Failure to Stop After an Accident and Failure to Report an Accident

November 30, 2012 by  
Filed under Legal, Motoring, Transport

Failure To Stop

‘Failure to stop’ happens when an accident involving a vehicle has occurred and the owner of the vehicle fails to stop at the scene, and when he or she is required to do so, does not exchange or provide their details.

‘Failure to report’ happens when a driver does not report the accident within 24 hours to the police.

These offences can carry up to ten points and disqualification, so should be treated with respect. In very rare cases, prison is possible. A disqualification is often avoidable.


failure to stop

What are my legal obligations?

If damage has been caused to another person or another person’s property, you must stop and provide your full details to the injured party/the owner of the damaged property. You must supply your name and address and the name and address of the owner of the vehicle you were using, if it is not your vehicle.

In the case of a person suffering injury you also have an obligation to report the matter to the Police “as soon as reasonably practicable” but in any event, within 24 hours.

I didn’t know I’d had an accident!

If you are unaware that you have had an accident this could be a genuine defence to the allegation of failing to stop or report the accident.  However, it is not a defence to say the damage was only minor and so you did not think you had to stop.

Fighting Fail To Stop Allegations

The allegation of failing to stop or report an accident should be taken seriously as in extreme circumstances, particularly in the case of a “hit and run” incident it can lead to a custodial sentence. However, it is often the case that there are gaps in the evidence concerning identity and evidence of an accident or incident requiring a report.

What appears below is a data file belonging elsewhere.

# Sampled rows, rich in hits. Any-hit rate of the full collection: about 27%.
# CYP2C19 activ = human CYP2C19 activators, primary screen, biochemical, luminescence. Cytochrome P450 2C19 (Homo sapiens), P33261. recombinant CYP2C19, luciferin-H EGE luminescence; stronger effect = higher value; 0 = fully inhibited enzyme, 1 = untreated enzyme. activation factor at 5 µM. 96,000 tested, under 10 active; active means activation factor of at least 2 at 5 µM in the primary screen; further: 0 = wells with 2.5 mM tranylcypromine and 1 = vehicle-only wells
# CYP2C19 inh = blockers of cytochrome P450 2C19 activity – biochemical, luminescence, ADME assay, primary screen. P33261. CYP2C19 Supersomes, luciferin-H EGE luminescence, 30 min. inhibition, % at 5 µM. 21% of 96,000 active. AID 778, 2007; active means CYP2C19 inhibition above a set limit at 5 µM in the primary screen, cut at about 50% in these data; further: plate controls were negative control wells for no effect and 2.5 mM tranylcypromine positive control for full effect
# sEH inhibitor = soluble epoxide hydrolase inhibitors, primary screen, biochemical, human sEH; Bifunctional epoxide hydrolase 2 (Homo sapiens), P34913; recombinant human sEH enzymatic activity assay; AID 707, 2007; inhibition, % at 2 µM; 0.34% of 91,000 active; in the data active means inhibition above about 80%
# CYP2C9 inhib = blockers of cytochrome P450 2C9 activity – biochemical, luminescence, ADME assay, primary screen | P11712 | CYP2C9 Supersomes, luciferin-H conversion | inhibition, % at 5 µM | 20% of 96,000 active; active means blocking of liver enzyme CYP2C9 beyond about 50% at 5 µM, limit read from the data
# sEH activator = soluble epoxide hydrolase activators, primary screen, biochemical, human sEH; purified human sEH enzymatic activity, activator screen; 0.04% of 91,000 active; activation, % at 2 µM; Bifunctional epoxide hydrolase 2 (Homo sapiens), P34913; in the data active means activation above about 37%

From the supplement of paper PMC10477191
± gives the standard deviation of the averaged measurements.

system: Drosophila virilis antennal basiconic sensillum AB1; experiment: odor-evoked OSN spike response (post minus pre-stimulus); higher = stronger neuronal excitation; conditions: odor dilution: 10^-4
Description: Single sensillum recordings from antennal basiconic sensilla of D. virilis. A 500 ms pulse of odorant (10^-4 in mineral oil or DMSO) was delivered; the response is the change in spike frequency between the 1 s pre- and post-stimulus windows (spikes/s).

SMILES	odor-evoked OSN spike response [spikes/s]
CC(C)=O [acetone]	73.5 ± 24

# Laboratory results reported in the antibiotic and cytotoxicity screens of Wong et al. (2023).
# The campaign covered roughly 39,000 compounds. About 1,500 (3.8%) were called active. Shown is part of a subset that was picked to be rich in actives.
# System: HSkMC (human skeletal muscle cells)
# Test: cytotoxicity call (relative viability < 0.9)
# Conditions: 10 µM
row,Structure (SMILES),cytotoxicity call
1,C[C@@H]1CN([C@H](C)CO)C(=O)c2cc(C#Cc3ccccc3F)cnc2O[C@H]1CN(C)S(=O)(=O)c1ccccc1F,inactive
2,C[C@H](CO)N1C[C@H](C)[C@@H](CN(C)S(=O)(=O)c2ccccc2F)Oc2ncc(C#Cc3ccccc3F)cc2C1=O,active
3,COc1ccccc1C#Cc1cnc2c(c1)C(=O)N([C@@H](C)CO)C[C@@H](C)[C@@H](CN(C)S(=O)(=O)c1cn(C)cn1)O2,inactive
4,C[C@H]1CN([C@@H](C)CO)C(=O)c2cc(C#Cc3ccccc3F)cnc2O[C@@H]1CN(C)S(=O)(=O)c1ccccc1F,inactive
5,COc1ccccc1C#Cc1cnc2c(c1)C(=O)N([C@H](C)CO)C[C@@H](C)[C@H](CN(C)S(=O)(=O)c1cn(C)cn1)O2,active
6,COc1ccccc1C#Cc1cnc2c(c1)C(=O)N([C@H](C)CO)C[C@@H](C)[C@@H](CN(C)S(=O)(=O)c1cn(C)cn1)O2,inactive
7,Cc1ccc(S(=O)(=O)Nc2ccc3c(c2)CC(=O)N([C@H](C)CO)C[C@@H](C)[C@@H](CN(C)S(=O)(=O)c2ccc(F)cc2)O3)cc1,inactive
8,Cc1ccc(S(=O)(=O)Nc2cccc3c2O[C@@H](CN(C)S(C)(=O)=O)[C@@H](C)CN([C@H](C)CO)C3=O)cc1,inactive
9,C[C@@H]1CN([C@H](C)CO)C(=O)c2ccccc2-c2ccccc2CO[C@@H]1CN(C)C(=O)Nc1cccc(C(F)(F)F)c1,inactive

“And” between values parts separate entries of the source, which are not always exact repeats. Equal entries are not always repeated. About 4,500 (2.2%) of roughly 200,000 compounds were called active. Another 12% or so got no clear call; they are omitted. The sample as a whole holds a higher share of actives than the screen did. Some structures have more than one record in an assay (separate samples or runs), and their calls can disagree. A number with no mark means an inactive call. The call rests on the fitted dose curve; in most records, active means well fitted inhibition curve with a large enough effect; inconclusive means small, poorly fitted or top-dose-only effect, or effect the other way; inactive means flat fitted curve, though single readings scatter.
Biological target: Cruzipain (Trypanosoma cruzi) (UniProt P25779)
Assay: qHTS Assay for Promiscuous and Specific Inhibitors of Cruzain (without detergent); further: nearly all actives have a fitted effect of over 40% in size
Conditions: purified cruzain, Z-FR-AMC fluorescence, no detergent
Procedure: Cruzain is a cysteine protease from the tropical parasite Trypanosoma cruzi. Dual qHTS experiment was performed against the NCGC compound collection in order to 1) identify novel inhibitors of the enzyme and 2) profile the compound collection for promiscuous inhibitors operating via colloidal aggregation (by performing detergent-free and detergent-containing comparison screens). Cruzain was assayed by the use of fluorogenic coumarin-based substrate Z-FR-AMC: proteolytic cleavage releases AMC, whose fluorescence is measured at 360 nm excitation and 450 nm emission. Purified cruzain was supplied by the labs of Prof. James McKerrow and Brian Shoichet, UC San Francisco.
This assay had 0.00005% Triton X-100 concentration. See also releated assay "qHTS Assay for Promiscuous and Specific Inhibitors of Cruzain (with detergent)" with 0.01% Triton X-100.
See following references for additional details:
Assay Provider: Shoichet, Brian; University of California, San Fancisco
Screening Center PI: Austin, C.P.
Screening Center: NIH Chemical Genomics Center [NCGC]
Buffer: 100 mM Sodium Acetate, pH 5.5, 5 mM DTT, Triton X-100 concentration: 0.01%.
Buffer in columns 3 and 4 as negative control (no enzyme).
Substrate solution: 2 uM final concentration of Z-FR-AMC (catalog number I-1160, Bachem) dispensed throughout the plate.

If you are in any doubt about how to deal with your offence, ask reputable legal experts who can provide up to date legal advice that will help you to minimise your offence penalties.

You must:

Stop and remain at the scene for a reasonable period, give your vehicle registration number, your name and address, and that of the vehicle owner (if different), to anyone with reasonable grounds for asking for those details.

If you do not exchange those details at the scene, you must report the accident at a police station or to a police constable as soon as you can, and in any case within 24 hours.

Where injury is caused to another person, then in addition to the above you must:

Produce your certificate of insurance, if anyone at the scene has reasonable grounds to see it. If you do not, you must report the accident at a police station or to a constable as soon as you can and in any case within 24 hours.

If you don’t have your certificate of insurance when reporting the accident to the police, you may take it to the police station you nominate when you report the incident. You must do this within seven days of the accident.


hit and run and failing to stop


In the worse case scenario, as outlined above, these offences can be dealt with by way of a prison sentence of up to 6 months. Again that would only be the case if somebody was badly injured and the Defendant drove away after being aware that an accident had taken place.



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